A D.C. woman went back and forth with an optical shop over a new pair of frames for two years before contacting NBC4 Responds for help.
Monica Lewis said she is very particular about her eyeglass frames.
“I'll see some nice frames, and like, ‘Oh, I gotta get them,’ and I'll get them,” she said.
She usually buys them from various stores and then takes them to an optical shop to get them fitted with her prescription.
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“Never had a problem,” she said. “I've been a satisfied customer. That's why they got my repeat business.”
But during a repeat visit, things didn’t go as planned, she said.
She said she dropped off a new pair of frames at a local optical shop in January 2021 and prepaid to get them fitted with her prescription.
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“They were either too dark at one visit,” she said. “Another visit, they’re too light. Another visit, the prescription was wrong, and there's a lot of back and forth.”
She was then told her pricy frames broke, and because she signed a waiver, the business was “not responsible for replacement or compensation.”
But Lewis said she doesn’t remember signing a waiver.
“I want it to be refunded for both, and that's when, you know, they didn't respond back,” she said.
That left Lewis about $600 in the red for the broken frames and prepaid service.
She said she tried several times to resolve the issue but kept getting radio silence from the company and almost gave up before calling News4.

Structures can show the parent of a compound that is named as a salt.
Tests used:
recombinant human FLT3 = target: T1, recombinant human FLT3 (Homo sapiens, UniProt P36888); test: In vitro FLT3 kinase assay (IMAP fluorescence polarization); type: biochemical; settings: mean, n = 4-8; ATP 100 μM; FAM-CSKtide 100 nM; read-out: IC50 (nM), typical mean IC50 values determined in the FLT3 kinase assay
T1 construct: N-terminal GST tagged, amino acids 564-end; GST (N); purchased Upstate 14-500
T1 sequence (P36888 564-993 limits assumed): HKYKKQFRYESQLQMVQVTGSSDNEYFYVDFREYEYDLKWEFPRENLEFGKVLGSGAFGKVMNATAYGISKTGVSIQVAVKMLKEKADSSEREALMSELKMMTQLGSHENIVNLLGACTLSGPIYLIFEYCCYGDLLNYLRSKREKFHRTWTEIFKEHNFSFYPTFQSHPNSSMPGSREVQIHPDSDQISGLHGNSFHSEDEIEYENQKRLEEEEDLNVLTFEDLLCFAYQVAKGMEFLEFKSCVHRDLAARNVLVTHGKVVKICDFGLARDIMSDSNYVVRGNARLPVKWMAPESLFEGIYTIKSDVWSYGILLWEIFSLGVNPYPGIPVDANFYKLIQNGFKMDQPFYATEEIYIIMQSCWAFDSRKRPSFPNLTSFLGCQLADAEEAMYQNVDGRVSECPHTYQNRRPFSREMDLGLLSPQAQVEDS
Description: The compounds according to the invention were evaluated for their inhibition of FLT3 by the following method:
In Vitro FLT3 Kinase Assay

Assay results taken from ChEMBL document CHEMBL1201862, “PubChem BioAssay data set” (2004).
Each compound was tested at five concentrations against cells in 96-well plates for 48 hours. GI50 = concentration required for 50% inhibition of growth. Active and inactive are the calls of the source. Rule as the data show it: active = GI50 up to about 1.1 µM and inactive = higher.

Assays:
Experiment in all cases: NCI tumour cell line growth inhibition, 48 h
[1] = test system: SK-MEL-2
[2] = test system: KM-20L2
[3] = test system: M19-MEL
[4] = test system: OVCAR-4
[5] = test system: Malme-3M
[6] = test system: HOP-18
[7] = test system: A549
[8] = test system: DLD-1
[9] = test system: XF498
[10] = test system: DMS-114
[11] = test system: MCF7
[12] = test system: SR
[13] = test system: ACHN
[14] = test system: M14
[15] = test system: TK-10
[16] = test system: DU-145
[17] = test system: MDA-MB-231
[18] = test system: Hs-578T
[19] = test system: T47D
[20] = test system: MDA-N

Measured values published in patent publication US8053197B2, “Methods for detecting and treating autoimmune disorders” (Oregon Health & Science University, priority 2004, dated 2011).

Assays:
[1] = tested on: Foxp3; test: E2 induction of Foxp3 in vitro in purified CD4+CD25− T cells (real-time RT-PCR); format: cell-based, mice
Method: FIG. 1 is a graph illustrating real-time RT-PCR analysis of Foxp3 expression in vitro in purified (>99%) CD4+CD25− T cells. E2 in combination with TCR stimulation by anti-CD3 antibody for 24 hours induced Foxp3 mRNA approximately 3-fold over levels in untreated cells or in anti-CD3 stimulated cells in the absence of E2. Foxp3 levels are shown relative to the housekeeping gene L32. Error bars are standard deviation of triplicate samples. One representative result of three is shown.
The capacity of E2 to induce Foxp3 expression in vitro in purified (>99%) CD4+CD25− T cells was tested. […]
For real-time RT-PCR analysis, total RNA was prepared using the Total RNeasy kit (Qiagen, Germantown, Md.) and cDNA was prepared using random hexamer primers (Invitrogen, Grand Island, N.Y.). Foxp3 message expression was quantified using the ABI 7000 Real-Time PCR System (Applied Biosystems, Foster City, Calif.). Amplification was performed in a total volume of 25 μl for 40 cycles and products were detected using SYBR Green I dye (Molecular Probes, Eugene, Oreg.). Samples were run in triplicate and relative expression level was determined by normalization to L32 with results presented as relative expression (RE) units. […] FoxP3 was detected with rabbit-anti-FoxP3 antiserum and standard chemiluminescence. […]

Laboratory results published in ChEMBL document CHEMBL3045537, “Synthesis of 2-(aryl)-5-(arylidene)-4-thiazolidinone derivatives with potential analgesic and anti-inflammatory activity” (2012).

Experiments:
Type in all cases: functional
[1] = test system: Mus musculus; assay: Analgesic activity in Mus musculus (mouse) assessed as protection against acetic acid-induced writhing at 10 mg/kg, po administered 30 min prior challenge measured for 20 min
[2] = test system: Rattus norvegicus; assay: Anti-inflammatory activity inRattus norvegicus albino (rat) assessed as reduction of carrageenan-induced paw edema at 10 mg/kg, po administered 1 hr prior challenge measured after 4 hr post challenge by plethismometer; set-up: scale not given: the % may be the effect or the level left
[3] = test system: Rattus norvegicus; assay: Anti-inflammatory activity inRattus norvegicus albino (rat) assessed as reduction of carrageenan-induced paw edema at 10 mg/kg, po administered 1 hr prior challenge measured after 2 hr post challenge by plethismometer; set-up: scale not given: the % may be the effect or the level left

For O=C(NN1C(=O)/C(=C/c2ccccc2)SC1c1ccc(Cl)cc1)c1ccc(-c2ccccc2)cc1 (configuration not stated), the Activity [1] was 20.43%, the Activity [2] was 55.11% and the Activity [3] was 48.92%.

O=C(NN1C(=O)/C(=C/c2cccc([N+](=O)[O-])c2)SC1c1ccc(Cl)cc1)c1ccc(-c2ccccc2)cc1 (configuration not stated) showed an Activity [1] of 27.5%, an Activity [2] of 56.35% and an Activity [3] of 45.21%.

NBC4 Responds contacted the optical shop, and it agreed to make Lewis whole.
When doing business with optical stores there are protections in place for consumers. The Federal Trade Commission’s eyeglass rule requires ophthalmologists and optometrists to:
- Give customers a copy of their prescription right after the completion of an eye exam.
- They can’t require customers buy eyeglasses from them, pay additional fees, or sign a waiver or release as a condition of getting the prescription.
- They also can’t condition the availability of an examination on a requirement that the customer agrees to purchase any ophthalmic goods.
As for the responsibility waiver, a company might ask a customer to sign one when not buying frames from them, but don’t feel obligated. If the company does, find another shop that doesn’t require it.
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